Think about your audience specifically.
- Who are they?
- How old are they?
- What do they do for a living?
- Where do they find new books?
- What else are they reading?
These questions help you approach the massive theme repository with more of a sense of purpose.
My theme of choice is Screenr because it has the look and feel I want, and it’s highly customizable with the front page sections. It allows me to easily showcase press, videos, fun facts, a gallery, and pretty much anything I want. It also looks great as a blog if I want to switch out the front page.
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For books and other creatives like musicians, check out Rock Star, which has a very clean layout. Think of it like a showcase for your book tour. Just be sure to use high quality images of your book cover, or some other piece of art related to your book. Good book covers sell. Photos of you on the stage, or interacting with readers, put people in the moment.
If you’re looking for a broader list of themes and you’re on a budget, here’s a list of free themes you’ll want to review.
Step Two: Use Hustle Pop-ups and Slide Ins to Collect Emails
People are coming to your site now, but that’s not enough. You don’t get people surrendering their email to you, or buying your book if you don’t ask. In almost every case, if the content you’ve published is really targeted, like a blog post featuring an interview you did while writing your book, a preview of the sequel, or a giveaway you’re planning on doing, you still need to make the pitch directly to the reader while they’re on your site.
There’s multiple triggers on Hustle which allows you to display a pop-up or slider based on:
- Time on site
- Percent of page viewed
- Exit Intent
You can set the position of the element also, and it comes with a couple colors and layouts to choose from, so throw in a custom image and you’re good to go. Also, you can determine whether you want to display the element on pages, posts, or otherwise, so you can get pretty tactical with your visitors.
The key here is that you’re building a following from scratch. Ignoring this stuff means you might not sell a book, which might not lead to a review, or it might not lead to press. And sometimes, it’s a series of small wins that leads to a huge opportunity. Chase every win you can get.
Simultaneously, as you put your name out there, you’ll hopefully get people searching you and your book title. You can target those keywords, and others for your book using a plugin like SmartCrawl Pro. That can ensure people looking for you, and related topics have a better chance of finding you. You’ll also want to make sure your site performance is optimized, so check out Smush for images and Hummingbird to improve load times. These can make a difference in search rankings, and time on site.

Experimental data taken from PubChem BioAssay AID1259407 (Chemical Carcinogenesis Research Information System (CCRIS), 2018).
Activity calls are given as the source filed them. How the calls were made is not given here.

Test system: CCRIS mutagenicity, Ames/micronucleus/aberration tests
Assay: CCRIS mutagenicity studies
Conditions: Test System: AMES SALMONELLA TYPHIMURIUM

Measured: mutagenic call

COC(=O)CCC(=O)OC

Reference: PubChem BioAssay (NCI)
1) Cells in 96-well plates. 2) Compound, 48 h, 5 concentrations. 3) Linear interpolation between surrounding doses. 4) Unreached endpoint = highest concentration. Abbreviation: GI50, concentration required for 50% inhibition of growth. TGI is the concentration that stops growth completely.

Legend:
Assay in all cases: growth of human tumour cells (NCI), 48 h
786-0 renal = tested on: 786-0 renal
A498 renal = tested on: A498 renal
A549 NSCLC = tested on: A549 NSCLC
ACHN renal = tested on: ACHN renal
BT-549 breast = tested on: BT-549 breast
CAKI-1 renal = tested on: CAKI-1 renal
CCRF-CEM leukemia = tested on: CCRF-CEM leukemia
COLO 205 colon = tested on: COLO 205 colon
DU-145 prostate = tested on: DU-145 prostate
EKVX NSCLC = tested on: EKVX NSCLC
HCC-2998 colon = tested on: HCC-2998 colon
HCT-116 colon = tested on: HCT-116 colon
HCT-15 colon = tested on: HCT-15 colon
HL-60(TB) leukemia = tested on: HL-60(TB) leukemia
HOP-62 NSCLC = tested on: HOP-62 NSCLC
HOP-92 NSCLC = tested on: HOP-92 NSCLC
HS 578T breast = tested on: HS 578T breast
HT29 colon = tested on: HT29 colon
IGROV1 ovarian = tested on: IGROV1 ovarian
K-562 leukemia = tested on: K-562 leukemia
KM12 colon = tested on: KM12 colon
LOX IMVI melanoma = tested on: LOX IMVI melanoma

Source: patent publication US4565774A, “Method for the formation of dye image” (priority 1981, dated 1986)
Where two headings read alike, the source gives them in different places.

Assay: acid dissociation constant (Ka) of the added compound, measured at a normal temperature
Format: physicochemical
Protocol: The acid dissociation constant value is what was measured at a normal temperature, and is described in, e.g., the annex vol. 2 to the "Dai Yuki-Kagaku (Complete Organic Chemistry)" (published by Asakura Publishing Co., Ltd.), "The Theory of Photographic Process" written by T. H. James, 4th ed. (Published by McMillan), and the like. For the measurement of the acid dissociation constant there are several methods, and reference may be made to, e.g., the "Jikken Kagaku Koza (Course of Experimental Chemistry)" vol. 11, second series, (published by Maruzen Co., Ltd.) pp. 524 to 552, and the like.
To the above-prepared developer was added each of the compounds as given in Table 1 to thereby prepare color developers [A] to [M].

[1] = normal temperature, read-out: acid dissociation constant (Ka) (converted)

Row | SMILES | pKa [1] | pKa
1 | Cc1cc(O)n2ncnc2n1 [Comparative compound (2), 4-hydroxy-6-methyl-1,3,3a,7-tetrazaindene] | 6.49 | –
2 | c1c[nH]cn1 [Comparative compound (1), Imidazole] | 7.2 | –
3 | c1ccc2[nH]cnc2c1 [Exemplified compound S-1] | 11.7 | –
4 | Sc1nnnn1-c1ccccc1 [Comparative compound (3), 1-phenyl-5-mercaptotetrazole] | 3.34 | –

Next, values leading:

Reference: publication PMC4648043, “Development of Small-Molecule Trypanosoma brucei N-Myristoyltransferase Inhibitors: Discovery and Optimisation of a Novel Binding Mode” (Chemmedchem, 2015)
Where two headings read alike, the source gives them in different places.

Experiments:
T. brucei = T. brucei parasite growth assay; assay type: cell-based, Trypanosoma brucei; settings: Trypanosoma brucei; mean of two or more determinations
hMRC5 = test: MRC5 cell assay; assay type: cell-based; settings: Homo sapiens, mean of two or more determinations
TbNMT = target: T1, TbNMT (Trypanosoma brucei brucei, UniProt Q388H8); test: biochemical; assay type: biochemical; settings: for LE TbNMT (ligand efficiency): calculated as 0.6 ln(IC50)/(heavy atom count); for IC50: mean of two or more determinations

Step Three: Build Communities Around Your Books
This is probably the hardest, but it’s definitely worth it if you can pull it off. There are lots of people in book groups, but how many groups are led by the authors? Build individual communities around your book and generate topics of discussion directly through your site using a social plugin, like BuddyPress.
Some potential topics for discussion:
- Book Discussion
- Similar Reads
It doesn’t need to be anything profound, but if you target a specific group of people and they have something to say, it might be worth while to try and build out these communities on your turf. They can be a bit more private than say, a meetup, and members get direct access to you. Pretty premiere ain’t it?
It’s probably an uphill battle, but again, people talking about your book is what you want more than anything. In fact, this might be the holy grail of WordPress author marketing strategies if you can pull it off.
Step Four: Sell Your Book
There are a lot of ways to sell your book these days, but have you thought about selling an ebook directly through your website? Something supplemental, like if you’re a fiction author, release a travel guide, or a backstory for cheap.
Amazon now has author copies, so you can also theoretically sell signed copies directly through your site—at least there’s no indication from amazon that they don’t want you doing this. Why wouldn’t they? This can only enable you to sell more books on Amazon. Check out WooCommerce and turn your site into a store. This gives you another stream of revenue, and you can actually track conversions using something like Google Analytics.
Getting your book on amazon is pretty easy, but then hopefully you thought to include a link to your website so after someone reads the book they can join your newsletter. Or a discussion group. When people really like a book, they enjoy talking about its subject matter, which is why book groups are so gnarly. People talking about books is what sells books.
It’s sort of a cycle. You sell a book. People read the book. People talk about the book. You might as well take advantage of that by creating an end-to-end experience from the book to your website, and then capitalize on the website as much as possible.
Conclusion: Book Sales Are Huge, but Don’t Miss Other Opportunities
You may end up on the New York Times best seller list someday, and that’s what we all want, right? Many of us won’t necessarily get there though, or maybe the path to get there is more obscure.
In the meantime, while you’re not enjoying the top of the best seller list, try out some of these tactics, see if you can win yourself some readers, some reviewers, and press directly, because one of those victories might get you noticed by a big crowd. These tools can give you a powerful advantage in your efforts. Make use of them!